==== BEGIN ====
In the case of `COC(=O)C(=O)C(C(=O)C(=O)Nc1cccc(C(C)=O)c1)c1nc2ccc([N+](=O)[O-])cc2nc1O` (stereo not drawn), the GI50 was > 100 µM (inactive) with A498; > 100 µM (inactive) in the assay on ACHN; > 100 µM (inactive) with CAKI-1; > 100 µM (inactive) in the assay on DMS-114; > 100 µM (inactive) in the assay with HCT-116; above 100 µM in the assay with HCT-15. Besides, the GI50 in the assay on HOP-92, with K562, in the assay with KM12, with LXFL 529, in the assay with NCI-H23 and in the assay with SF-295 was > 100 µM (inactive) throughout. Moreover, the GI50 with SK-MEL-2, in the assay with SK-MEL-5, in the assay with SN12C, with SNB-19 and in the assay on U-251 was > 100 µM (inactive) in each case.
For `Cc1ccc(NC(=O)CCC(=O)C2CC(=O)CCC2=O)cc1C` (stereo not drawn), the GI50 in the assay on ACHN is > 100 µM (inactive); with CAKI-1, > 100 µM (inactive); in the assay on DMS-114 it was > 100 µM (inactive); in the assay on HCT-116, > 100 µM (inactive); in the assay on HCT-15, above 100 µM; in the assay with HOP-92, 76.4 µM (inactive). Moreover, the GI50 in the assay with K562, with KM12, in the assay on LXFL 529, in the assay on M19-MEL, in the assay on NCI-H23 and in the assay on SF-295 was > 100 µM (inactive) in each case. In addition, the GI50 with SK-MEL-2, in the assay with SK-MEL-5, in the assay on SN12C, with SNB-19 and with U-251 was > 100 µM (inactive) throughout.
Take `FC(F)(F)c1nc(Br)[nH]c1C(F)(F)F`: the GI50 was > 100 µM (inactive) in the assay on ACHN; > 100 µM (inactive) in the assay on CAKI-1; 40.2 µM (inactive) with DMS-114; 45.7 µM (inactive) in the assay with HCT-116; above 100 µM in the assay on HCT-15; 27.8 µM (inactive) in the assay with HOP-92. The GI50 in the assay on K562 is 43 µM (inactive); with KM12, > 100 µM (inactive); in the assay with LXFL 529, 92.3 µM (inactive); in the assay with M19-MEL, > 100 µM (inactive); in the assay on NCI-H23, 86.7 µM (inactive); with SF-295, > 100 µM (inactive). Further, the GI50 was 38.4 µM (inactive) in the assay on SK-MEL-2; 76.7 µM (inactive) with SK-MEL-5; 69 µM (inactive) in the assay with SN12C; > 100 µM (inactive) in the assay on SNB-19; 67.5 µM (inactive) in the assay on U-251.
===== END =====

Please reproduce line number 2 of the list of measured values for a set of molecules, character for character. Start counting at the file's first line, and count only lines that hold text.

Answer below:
For `Cc1ccc(NC(=O)CCC(=O)C2CC(=O)CCC2=O)cc1C` (stereo not drawn), the GI50 in the assay on ACHN is > 100 µM (inactive); with CAKI-1, > 100 µM (inactive); in the assay on DMS-114 it was > 100 µM (inactive); in the assay on HCT-116, > 100 µM (inactive); in the assay on HCT-15, above 100 µM; in the assay with HOP-92, 76.4 µM (inactive). Moreover, the GI50 in the assay with K562, with KM12, in the assay on LXFL 529, in the assay on M19-MEL, in the assay on NCI-H23 and in the assay on SF-295 was > 100 µM (inactive) in each case. In addition, the GI50 with SK-MEL-2, in the assay with SK-MEL-5, in the assay on SN12C, with SNB-19 and with U-251 was > 100 µM (inactive) throughout.